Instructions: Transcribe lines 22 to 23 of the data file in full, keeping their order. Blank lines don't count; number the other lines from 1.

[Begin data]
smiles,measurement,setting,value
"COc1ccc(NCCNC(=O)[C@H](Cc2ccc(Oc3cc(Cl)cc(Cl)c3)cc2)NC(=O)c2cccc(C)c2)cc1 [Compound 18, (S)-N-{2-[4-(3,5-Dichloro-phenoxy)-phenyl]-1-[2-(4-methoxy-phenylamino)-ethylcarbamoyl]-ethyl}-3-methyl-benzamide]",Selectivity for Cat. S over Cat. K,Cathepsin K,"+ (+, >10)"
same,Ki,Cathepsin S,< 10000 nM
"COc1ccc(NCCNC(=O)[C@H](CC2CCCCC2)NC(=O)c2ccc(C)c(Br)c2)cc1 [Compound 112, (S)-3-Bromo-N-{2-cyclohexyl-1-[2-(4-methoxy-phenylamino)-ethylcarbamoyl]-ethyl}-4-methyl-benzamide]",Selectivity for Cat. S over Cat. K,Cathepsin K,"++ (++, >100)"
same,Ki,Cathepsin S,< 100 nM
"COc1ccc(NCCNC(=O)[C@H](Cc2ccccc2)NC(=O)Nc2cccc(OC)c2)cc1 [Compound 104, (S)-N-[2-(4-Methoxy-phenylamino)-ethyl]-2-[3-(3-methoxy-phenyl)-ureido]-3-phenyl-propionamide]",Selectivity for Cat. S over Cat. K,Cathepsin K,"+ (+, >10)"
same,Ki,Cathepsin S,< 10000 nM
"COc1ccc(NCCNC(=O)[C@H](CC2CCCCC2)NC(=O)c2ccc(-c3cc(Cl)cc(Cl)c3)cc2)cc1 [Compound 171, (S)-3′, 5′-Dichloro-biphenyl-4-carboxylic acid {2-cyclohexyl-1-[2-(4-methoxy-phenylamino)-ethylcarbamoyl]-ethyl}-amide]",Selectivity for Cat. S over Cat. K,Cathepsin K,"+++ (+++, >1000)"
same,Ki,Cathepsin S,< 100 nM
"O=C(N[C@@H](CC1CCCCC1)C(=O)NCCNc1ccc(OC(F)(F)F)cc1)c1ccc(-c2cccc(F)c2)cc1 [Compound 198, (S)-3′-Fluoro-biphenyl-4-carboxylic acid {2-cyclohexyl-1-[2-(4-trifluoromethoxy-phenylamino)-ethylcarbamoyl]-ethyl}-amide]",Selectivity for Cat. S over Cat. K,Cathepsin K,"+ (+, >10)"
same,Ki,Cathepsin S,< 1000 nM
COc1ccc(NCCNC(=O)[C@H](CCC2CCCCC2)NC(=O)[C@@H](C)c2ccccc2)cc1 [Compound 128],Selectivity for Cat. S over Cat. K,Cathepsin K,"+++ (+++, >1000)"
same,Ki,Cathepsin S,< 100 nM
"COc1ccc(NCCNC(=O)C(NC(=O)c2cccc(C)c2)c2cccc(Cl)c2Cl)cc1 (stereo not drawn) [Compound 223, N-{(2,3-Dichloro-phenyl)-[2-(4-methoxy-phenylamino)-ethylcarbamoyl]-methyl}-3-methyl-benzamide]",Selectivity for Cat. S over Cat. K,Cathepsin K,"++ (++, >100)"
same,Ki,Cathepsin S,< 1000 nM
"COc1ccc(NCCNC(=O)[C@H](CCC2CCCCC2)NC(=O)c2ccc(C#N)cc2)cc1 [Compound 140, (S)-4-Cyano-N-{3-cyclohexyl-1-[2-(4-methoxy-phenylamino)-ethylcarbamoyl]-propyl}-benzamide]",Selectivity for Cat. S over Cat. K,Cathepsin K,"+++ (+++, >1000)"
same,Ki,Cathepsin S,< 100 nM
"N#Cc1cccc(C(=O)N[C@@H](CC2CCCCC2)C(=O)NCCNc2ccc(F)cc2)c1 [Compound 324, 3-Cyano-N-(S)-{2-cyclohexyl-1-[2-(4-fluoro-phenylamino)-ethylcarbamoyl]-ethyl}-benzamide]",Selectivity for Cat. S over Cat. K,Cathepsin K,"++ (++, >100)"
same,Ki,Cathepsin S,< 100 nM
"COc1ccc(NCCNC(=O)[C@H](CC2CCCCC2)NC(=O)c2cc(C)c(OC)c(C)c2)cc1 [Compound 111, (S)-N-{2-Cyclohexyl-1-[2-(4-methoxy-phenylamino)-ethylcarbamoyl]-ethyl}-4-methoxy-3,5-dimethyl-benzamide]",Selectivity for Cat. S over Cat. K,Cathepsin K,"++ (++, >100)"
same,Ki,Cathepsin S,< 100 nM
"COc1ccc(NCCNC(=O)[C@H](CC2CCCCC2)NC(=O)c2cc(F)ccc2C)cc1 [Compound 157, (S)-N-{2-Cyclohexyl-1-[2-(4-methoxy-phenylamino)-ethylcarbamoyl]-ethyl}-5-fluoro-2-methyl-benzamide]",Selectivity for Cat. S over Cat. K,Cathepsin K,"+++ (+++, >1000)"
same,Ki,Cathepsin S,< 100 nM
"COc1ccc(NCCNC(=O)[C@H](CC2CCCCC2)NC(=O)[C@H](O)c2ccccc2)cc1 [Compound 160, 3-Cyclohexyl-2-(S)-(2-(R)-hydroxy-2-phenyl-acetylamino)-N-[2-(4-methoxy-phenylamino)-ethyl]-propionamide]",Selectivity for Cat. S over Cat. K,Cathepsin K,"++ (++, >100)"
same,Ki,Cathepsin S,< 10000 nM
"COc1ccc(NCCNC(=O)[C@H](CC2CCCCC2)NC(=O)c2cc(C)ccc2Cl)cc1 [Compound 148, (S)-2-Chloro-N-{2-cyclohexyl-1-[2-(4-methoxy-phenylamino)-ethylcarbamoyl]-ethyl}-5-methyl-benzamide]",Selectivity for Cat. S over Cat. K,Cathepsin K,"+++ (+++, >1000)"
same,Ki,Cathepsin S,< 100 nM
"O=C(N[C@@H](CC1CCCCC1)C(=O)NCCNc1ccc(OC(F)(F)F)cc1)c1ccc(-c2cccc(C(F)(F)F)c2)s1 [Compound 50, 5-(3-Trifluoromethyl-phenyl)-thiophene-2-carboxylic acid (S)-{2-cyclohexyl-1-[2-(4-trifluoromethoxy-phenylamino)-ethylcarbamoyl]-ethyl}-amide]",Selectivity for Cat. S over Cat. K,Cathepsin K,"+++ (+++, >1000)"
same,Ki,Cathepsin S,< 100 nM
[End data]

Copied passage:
"COc1ccc(NCCNC(=O)[C@H](CC2CCCCC2)NC(=O)c2cc(F)ccc2C)cc1 [Compound 157, (S)-N-{2-Cyclohexyl-1-[2-(4-methoxy-phenylamino)-ethylcarbamoyl]-ethyl}-5-fluoro-2-methyl-benzamide]",Selectivity for Cat. S over Cat. K,Cathepsin K,"+++ (+++, >1000)"
same,Ki,Cathepsin S,< 100 nM